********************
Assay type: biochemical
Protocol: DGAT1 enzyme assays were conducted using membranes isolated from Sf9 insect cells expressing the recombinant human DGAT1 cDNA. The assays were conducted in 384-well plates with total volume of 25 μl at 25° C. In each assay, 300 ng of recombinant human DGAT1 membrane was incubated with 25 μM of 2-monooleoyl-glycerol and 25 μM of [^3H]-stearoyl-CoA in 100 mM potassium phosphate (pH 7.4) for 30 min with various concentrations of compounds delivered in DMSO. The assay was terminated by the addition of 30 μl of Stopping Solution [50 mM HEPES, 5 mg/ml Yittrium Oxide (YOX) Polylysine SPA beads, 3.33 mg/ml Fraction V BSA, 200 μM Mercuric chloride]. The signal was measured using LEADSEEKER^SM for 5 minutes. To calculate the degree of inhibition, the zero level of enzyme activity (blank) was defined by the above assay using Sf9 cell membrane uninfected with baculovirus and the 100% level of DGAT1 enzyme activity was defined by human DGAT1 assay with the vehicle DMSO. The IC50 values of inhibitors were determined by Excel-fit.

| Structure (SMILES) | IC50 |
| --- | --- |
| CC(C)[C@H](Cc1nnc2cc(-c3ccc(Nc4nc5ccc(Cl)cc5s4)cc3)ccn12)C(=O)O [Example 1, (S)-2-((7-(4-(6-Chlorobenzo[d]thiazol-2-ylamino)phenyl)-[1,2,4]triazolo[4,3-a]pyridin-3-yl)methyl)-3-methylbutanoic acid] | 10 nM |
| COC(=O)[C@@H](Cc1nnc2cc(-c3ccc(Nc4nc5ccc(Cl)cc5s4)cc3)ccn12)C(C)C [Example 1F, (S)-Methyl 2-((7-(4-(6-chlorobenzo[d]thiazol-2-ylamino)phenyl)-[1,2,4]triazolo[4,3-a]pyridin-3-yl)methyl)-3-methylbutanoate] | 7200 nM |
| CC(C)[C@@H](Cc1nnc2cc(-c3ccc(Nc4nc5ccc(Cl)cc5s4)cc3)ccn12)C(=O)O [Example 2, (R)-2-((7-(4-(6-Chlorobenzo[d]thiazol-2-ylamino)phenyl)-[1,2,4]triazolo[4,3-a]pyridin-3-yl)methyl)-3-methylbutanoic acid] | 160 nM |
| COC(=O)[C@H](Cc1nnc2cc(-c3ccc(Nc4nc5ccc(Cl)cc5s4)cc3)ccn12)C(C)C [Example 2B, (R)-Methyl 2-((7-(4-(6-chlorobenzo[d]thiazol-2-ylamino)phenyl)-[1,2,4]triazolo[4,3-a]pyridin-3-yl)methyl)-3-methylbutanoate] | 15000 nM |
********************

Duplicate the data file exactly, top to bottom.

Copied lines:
Assay type: biochemical
Protocol: DGAT1 enzyme assays were conducted using membranes isolated from Sf9 insect cells expressing the recombinant human DGAT1 cDNA. The assays were conducted in 384-well plates with total volume of 25 μl at 25° C. In each assay, 300 ng of recombinant human DGAT1 membrane was incubated with 25 μM of 2-monooleoyl-glycerol and 25 μM of [^3H]-stearoyl-CoA in 100 mM potassium phosphate (pH 7.4) for 30 min with various concentrations of compounds delivered in DMSO. The assay was terminated by the addition of 30 μl of Stopping Solution [50 mM HEPES, 5 mg/ml Yittrium Oxide (YOX) Polylysine SPA beads, 3.33 mg/ml Fraction V BSA, 200 μM Mercuric chloride]. The signal was measured using LEADSEEKER^SM for 5 minutes. To calculate the degree of inhibition, the zero level of enzyme activity (blank) was defined by the above assay using Sf9 cell membrane uninfected with baculovirus and the 100% level of DGAT1 enzyme activity was defined by human DGAT1 assay with the vehicle DMSO. The IC50 values of inhibitors were determined by Excel-fit.

| Structure (SMILES) | IC50 |
| --- | --- |
| CC(C)[C@H](Cc1nnc2cc(-c3ccc(Nc4nc5ccc(Cl)cc5s4)cc3)ccn12)C(=O)O [Example 1, (S)-2-((7-(4-(6-Chlorobenzo[d]thiazol-2-ylamino)phenyl)-[1,2,4]triazolo[4,3-a]pyridin-3-yl)methyl)-3-methylbutanoic acid] | 10 nM |
| COC(=O)[C@@H](Cc1nnc2cc(-c3ccc(Nc4nc5ccc(Cl)cc5s4)cc3)ccn12)C(C)C [Example 1F, (S)-Methyl 2-((7-(4-(6-chlorobenzo[d]thiazol-2-ylamino)phenyl)-[1,2,4]triazolo[4,3-a]pyridin-3-yl)methyl)-3-methylbutanoate] | 7200 nM |
| CC(C)[C@@H](Cc1nnc2cc(-c3ccc(Nc4nc5ccc(Cl)cc5s4)cc3)ccn12)C(=O)O [Example 2, (R)-2-((7-(4-(6-Chlorobenzo[d]thiazol-2-ylamino)phenyl)-[1,2,4]triazolo[4,3-a]pyridin-3-yl)methyl)-3-methylbutanoic acid] | 160 nM |
| COC(=O)[C@H](Cc1nnc2cc(-c3ccc(Nc4nc5ccc(Cl)cc5s4)cc3)ccn12)C(C)C [Example 2B, (R)-Methyl 2-((7-(4-(6-chlorobenzo[d]thiazol-2-ylamino)phenyl)-[1,2,4]triazolo[4,3-a]pyridin-3-yl)methyl)-3-methylbutanoate] | 15000 nM |